How to nurture a reading culture in your child

It is easier to nurture a reading culture in children when they are still in the early formative stage as infants and toddlers (some mothers even read to their unborn child!) because children at this stage are so malleable and have not yet been exposed to various other options of utilising their time. It is however still possible to nurture a culture of reading in a child who has already become a reluctant reader.

One of the important things needful for wooing a child into the culture of reading is consistency. If mum is consistent about giving 10-20 minutes daily or every other day to story time with her son –reading to him, discussing the pictures with him and asking him a few questions about the story –the child will grow to become expectant of such times and will often express disappointment when the routine is broken. Simple consistency on mum’s part can go a long way in developing an affinity for books in her son.

Another important aspect to consider when nurturing a reading culture in your child is the time spent during story time. Children generally have a limited attention span and it is important to take this fact into account during story time. You want to make story time long enough to pacify them and yet short enough to leave them at a place where they are still enjoying the story when it ends. It is therefore important to find age-appropriate books which will not be too easy or too difficult for a child. A librarian, bookshop agent or teacher can help a parent in finding age appropriate books.

Making story time fun and engaging is a winner ingredient for nurturing a love for books in a boy child.

When a story is told expressively and interactively by giving different voices to different characters, allowing a couple of demonstrations, answering and asking questions and increasing or decreasing the speed of reading where relevant, a child cannot help but engage and participate in the story! If mum or dad is not familiar with how to effectively engage with their son during story time, it may be helpful to watch a few children’s programs where reading aloud is demonstrated on YouTube or on TV programs like Takalani Sesame on SABC channels and Old Jack’s Boat and Winnie-the-Pooh on CeeBeebies.


Maintaining a feeling of intimacy during story time is another beautiful way to keep your child coming back for more stories. This is usually achieved through physical contact such as carrying your child on the laps or cupping them under your arms. If they are more than one and it is quite impossible to have your arms around all of them, it is still alright if they are huddled all around you –maybe one seated by your side, another on your laps and another cowering over your shoulders –as long as there is some physical contact!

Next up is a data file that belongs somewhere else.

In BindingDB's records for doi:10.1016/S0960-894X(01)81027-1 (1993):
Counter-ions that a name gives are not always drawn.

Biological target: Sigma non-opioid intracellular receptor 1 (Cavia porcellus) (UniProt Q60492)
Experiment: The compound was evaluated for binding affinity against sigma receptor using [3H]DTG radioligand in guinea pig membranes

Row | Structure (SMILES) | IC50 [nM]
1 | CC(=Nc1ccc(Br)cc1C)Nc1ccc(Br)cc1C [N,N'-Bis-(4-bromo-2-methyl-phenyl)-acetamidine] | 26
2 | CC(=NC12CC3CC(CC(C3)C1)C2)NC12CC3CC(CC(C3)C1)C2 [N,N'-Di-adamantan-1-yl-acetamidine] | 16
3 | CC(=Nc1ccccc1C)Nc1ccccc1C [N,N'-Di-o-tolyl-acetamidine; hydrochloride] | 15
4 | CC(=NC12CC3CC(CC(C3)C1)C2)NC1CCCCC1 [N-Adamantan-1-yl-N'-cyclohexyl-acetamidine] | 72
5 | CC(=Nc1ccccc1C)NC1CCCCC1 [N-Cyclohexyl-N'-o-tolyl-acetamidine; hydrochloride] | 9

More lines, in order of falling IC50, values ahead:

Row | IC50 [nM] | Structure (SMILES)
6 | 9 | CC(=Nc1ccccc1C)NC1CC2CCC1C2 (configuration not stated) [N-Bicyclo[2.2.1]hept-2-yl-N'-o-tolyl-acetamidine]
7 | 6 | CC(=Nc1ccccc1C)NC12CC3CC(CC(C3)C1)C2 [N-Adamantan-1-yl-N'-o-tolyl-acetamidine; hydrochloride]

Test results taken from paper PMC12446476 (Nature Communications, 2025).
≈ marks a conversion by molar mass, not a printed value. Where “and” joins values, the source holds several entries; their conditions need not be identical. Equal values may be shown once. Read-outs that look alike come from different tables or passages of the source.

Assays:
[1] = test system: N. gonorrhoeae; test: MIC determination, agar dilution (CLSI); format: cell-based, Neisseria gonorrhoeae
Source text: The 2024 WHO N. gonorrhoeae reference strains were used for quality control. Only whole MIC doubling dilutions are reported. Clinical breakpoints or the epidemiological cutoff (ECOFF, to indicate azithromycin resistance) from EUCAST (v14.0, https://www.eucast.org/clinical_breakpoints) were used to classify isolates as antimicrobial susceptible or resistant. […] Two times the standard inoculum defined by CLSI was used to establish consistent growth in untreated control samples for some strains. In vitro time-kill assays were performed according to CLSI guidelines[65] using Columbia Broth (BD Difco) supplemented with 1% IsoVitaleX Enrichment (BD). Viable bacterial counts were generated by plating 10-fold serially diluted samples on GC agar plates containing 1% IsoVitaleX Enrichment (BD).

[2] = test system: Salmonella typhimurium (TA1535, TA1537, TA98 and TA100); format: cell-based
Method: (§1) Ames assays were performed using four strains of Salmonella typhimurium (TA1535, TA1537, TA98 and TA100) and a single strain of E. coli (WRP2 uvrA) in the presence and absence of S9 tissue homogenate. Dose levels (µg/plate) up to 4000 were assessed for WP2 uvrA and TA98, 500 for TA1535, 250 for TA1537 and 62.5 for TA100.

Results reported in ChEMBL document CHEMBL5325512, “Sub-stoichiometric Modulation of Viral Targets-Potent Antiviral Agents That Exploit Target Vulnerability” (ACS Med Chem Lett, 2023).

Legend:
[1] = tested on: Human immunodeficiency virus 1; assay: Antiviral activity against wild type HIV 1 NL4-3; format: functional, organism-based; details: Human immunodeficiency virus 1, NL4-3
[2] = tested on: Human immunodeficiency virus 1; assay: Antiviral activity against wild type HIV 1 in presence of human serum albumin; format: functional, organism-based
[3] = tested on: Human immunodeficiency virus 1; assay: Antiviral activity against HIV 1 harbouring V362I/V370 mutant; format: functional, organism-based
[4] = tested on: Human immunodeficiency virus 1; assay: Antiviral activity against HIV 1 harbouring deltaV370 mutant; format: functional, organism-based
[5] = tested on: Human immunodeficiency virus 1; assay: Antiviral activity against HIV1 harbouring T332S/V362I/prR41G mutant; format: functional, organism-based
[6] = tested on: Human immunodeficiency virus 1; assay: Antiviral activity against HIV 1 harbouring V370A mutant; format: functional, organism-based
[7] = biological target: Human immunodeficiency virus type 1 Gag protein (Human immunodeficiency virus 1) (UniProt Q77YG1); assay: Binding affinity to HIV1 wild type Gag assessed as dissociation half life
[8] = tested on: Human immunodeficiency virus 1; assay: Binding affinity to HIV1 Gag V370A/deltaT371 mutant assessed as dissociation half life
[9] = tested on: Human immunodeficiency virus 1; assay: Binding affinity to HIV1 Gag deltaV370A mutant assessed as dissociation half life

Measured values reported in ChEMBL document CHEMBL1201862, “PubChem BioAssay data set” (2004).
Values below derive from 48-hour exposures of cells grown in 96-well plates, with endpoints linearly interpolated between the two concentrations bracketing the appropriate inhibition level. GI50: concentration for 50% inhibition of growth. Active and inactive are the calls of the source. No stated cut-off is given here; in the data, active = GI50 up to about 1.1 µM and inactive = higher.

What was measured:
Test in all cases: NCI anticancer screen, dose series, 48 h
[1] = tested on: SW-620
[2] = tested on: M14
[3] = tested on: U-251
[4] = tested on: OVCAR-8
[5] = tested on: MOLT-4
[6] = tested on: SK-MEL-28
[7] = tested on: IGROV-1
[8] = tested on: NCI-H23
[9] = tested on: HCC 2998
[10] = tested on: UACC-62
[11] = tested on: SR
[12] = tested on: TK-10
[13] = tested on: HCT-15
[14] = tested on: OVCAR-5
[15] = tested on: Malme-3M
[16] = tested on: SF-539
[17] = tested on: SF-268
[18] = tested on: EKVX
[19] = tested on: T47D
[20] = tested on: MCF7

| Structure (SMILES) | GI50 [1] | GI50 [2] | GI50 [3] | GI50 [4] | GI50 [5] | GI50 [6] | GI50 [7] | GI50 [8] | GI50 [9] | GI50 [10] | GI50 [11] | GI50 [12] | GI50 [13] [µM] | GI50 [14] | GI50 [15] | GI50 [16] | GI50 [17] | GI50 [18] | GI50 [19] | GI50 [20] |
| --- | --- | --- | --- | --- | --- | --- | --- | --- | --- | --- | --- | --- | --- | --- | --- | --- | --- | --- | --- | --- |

The cosy feeling children experience by being near you as they are translated to worlds of magic and adventure is absolutely priceless!

Exposing your child to books regularly is needful for nurturing them to a place where books become as normal to them as the toys he plays with. This can be done by building their own library by purchasing a book or two for them every month or two and they can even be secondhand. Joining a local or school library is wonderful way to widen your child’s resource base and it also teaches him to take care of books as they need to be returned in good condition. Forming a book club with a couple of your child’s friends, where they exchange books regularly, is also helpful.

If you are a parent who may be starting off a little late on the path of nurturing a reading culture in your child, it may not be as easy starting with a child who has already developed a lack of interest in reading but it is still achievable! There are ways of getting today’s reluctant reader successfully into the habit of reading as long as the parent maintains consistent!


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